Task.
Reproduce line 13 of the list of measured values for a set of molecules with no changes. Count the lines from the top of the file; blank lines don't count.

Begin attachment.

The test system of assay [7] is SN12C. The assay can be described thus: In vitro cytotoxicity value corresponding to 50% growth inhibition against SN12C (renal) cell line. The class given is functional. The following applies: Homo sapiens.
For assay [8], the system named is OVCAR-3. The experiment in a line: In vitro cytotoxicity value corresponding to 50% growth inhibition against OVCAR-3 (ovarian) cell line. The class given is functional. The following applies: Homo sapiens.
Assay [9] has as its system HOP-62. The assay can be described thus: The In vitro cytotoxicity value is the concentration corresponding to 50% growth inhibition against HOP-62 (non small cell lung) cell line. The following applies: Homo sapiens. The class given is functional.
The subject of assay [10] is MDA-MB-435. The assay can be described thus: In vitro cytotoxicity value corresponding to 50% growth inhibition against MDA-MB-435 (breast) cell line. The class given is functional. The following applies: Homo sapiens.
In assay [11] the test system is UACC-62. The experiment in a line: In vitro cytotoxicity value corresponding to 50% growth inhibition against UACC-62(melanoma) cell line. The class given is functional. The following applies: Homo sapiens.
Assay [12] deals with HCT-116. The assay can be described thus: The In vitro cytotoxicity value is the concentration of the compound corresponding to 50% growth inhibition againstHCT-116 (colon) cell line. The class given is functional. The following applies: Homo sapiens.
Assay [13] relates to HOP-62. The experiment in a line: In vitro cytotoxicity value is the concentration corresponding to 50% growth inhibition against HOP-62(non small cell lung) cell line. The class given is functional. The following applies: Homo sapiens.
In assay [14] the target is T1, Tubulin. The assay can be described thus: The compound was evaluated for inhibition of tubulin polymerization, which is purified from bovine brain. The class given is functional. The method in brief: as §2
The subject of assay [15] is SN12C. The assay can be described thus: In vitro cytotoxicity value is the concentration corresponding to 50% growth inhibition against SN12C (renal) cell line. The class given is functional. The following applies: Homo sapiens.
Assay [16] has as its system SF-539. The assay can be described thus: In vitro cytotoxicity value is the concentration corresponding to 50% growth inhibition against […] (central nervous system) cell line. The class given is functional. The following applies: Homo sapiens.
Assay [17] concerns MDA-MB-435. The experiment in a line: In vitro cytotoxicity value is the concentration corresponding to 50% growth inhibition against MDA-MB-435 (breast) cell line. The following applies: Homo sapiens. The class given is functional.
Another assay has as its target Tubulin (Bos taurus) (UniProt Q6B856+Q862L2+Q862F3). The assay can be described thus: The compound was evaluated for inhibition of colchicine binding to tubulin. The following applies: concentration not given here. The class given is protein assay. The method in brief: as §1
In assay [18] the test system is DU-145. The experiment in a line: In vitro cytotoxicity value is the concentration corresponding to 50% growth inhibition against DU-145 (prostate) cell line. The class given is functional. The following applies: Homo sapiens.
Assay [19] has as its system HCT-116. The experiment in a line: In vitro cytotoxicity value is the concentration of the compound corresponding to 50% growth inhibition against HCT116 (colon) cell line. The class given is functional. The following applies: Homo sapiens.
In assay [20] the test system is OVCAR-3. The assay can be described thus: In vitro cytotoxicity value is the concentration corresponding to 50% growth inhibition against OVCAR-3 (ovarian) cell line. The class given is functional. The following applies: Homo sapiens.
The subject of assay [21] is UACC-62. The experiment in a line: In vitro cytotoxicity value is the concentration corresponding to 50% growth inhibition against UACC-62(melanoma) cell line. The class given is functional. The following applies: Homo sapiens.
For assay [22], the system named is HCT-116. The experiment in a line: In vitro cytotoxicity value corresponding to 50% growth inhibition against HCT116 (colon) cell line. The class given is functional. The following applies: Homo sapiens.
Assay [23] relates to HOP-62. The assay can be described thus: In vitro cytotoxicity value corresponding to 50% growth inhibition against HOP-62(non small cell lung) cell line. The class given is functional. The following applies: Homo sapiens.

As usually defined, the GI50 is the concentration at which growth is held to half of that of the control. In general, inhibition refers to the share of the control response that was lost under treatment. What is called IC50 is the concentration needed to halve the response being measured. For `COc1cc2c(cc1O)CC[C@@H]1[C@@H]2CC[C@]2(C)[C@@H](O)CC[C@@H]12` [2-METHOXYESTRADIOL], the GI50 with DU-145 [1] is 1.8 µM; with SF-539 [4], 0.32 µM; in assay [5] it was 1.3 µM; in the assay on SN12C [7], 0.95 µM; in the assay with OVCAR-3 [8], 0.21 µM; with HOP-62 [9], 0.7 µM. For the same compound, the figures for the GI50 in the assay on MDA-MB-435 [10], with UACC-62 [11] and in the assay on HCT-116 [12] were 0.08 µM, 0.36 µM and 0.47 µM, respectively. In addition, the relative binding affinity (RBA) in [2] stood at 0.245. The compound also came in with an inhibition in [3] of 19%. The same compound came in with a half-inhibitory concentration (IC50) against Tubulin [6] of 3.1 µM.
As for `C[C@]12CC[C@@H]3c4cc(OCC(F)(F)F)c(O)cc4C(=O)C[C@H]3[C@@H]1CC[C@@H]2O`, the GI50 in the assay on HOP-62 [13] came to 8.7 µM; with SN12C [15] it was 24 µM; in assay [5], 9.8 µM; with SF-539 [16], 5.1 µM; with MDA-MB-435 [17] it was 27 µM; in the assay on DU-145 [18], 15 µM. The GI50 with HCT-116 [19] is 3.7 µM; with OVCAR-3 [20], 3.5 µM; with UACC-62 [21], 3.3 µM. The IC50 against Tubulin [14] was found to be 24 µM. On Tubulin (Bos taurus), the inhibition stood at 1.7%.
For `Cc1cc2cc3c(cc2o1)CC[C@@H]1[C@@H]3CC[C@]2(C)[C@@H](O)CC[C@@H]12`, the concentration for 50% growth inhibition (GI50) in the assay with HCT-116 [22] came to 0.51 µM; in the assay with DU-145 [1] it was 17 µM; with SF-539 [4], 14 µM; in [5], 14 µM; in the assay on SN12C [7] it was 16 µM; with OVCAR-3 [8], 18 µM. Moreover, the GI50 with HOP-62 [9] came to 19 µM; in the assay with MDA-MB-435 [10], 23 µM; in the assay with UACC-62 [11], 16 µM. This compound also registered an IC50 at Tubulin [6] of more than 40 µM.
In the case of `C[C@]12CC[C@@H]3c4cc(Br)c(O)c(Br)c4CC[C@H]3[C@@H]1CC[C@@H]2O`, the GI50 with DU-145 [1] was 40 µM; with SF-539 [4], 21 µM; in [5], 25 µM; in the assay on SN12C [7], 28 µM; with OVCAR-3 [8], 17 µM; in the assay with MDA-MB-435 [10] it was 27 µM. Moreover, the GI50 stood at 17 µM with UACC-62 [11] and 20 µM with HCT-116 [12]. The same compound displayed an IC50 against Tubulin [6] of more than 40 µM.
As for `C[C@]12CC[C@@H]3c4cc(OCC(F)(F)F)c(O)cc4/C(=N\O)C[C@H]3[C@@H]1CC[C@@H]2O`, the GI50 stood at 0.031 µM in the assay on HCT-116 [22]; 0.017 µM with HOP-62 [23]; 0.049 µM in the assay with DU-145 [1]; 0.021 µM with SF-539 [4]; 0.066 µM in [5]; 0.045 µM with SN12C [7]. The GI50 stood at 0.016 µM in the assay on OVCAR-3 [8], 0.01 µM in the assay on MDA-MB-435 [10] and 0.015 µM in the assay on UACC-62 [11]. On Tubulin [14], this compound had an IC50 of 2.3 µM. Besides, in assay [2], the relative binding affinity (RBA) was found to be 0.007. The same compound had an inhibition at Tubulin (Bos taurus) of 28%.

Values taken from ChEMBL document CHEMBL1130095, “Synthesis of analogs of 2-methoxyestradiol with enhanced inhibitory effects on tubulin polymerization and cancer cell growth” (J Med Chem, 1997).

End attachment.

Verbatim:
In assay [18] the test system is DU-145. The experiment in a line: In vitro cytotoxicity value is the concentration corresponding to 50% growth inhibition against DU-145 (prostate) cell line. The class given is functional. The following applies: Homo sapiens.